Special Issue "Land Use and Water Quality"

A special issue of Water (ISSN 2073-4441).

Deadline for manuscript submissions: closed (15 May 2020).

Printed Edition Available!
A printed edition of this Special Issue is available here.

Special Issue Editors

Prof. Dr. Brian Kronvang
E-Mail Website
Guest Editor
Department of Bioscience, Aarhus University, Vejsoevej 25, DK-8600 Silkeborg, Denmark
Interests: catchment science and management; water quality in surface waters; river and wetland restoration; functioning of riparian buffers
Ir. Dico Fraters
E-Mail Website
Guest Editor
National Institute for Public Health and the Environment, Centre for Environmental Quality, P.O. Box 1, 3720 BA Bilthoven, The Netherlands
Prof. Dr. Frank Wendland
E-Mail Website
Guest Editor
Forschungszentrum Juelich, Institute of Bio- and Geosciences (IBG), Institute 3: Agrosphere, 52425 Juelich, Germany

Special Issue Information

Dear Colleagues,

Agriculture provides food, fibre, energy, and, last but not least, a living for many people around the world. One potential drawback of agricultural production is pollution of the aquatic environment by nutrients, pesticides, and trace elements. Growth in agricultural production, as has occurred in Europe and North America since the 1950s and more recently in many other parts of the world, threatens the quality of groundwater and surface waters or has already led to deterioration of the quality of these waters. Typical hotspot areas with problems can be found in Denmark, the Netherlands, northern Italy, Germany, France, China, the United States, and New Zealand.

Policies to abate the deterioration of water quality have been developed and programmes to improve water quality have been implemented. For example, the European Union has adopted directives (the Nitrates Directive in 1991; the Water Framework Directive in 2000; and the Groundwater Directive in 2006) that should result in all waters having good quality by 2027. Experiences from the last 15 to 25 years make clear that it will be a great challenge to realise these objectives in the remaining years of this decade. Nevertheless, it is has become clear that realisation of the objectives of these policies has become more difficult, not only because the easy, low cost measures have already been implemented, but also because there is a pressure to increase agricultural production. Is the twin aim of increasing agricultural production and at the same time improving water quality a realistic one? Which measures are most effective for water quality improvement and at the same time the most cost-effective? Should measures be enforced by law or implemented on a voluntary basis? These are some of the issues that should be addressed in this Special Issue from the Land Use and Water Quality (LUWQ) conference series, of which LUWQ2019 was held at Aarhus University from 3 to 6 June 2019.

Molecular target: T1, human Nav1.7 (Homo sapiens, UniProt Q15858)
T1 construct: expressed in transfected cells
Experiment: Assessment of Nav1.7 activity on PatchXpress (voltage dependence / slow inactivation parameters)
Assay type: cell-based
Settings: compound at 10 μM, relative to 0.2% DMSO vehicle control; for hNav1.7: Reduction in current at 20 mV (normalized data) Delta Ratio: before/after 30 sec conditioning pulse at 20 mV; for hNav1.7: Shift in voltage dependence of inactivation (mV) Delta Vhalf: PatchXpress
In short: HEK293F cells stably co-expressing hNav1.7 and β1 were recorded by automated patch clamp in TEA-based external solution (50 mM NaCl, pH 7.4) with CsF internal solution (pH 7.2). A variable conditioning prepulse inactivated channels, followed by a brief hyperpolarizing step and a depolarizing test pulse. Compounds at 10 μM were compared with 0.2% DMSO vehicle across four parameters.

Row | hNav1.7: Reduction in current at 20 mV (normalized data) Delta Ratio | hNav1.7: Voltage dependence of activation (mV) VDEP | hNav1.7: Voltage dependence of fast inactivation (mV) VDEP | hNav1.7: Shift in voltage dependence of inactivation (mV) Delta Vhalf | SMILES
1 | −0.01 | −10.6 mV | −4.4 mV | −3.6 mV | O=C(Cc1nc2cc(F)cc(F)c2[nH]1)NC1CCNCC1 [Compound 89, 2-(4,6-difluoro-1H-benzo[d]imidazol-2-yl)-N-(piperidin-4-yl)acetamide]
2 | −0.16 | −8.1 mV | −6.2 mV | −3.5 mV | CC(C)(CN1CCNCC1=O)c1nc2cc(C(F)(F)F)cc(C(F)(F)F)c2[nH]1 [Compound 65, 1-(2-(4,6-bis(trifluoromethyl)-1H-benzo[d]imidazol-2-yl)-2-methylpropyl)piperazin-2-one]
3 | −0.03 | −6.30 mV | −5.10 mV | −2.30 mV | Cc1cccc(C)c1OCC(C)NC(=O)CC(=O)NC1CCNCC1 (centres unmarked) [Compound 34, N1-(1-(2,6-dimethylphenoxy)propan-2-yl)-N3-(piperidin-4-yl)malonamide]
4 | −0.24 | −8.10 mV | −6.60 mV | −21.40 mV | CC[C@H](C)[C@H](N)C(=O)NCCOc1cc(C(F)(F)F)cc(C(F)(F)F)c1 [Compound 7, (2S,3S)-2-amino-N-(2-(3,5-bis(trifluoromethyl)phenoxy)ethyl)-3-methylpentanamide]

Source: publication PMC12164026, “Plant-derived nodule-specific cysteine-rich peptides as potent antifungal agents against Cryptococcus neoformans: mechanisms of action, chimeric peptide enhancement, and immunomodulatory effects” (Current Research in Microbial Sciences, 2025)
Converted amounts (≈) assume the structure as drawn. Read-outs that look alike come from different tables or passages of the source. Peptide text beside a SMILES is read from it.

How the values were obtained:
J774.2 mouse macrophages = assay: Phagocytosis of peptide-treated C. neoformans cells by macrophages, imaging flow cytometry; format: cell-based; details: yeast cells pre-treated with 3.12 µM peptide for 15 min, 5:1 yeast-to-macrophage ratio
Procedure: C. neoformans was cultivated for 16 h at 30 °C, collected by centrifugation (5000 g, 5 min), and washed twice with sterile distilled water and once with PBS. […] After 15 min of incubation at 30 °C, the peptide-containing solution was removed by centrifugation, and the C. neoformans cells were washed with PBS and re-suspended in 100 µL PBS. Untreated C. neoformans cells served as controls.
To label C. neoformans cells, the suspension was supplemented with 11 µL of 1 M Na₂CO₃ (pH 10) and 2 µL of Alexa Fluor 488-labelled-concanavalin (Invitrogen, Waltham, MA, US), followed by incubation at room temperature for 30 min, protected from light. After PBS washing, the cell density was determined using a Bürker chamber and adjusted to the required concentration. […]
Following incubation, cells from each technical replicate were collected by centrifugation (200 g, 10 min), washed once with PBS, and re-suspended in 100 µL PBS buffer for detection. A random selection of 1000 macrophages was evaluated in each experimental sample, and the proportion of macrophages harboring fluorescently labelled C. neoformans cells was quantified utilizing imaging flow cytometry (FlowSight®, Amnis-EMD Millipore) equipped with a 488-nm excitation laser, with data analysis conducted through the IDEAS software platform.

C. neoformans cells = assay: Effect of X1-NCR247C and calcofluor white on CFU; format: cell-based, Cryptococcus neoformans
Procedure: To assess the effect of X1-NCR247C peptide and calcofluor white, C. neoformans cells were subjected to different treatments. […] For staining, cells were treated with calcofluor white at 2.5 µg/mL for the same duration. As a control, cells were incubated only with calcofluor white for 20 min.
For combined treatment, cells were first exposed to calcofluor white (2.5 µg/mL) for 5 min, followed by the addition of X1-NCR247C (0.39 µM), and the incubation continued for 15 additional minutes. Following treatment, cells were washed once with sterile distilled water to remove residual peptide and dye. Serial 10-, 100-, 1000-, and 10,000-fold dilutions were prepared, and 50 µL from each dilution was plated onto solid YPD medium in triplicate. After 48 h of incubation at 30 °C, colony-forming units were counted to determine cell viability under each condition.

Prof. Dr. Brian Kronvang
Dr. Dico Dico Fraters
Prof. Dr. Frank Wendland
Guest Editors

Manuscript Submission Information

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Keywords

  • Land Use and Water Quality
  • Groundwater Surface Waters
  • Water Quality Management
  • Water Quality Monitoring
  • Water Quality Modelling
  • Implementation of Measures for Water Quality
  • Assessment of Policies for Water Quality

Published Papers (12 papers)

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Editorial

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Open AccessEditorial
Land Use and Water Quality
Water 2020, 12(9), 2412; https://doi.org/10.3390/w12092412 - 28 Aug 2020
Cited by 1 | Viewed by 851
Abstract
The interaction between land use and water quality is of great importance worldwide as agriculture has been proven to exert a huge pressure on the quality of groundwater and surface waters due to excess losses of nutrients (nitrogen and phosphorous) through leaching and [...] Read more.
The interaction between land use and water quality is of great importance worldwide as agriculture has been proven to exert a huge pressure on the quality of groundwater and surface waters due to excess losses of nutrients (nitrogen and phosphorous) through leaching and erosion processes. These losses result in, inter alia, high nitrate concentrations in groundwater and eutrophication of rivers, lakes and coastal waters. Combatting especially non-point losses of nutrients has been a hot topic for river basin managers worldwide, and new important mitigation measures to reduce the input of nutrients into groundwater and surface waters at the pollution source have been developed and implemented in many countries. This Special Issue of the Land use and Water Quality conference series (LuWQ) includes a total of 11 papers covering topics such as: (i) nitrogen surplus; (ii) protection of groundwater from pollution; (iii) nutrient sources of pollution and dynamics in catchments and (iv) new technologies for monitoring, mapping and analysing water quality. Full article
(This article belongs to the Special Issue Land Use and Water Quality)
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Research

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Open AccessArticle
Lag Time as an Indicator of the Link between Agricultural Pressure and Drinking Water Quality State
Water 2020, 12(9), 2385; https://doi.org/10.3390/w12092385 - 25 Aug 2020
Cited by 3 | Viewed by 979
Abstract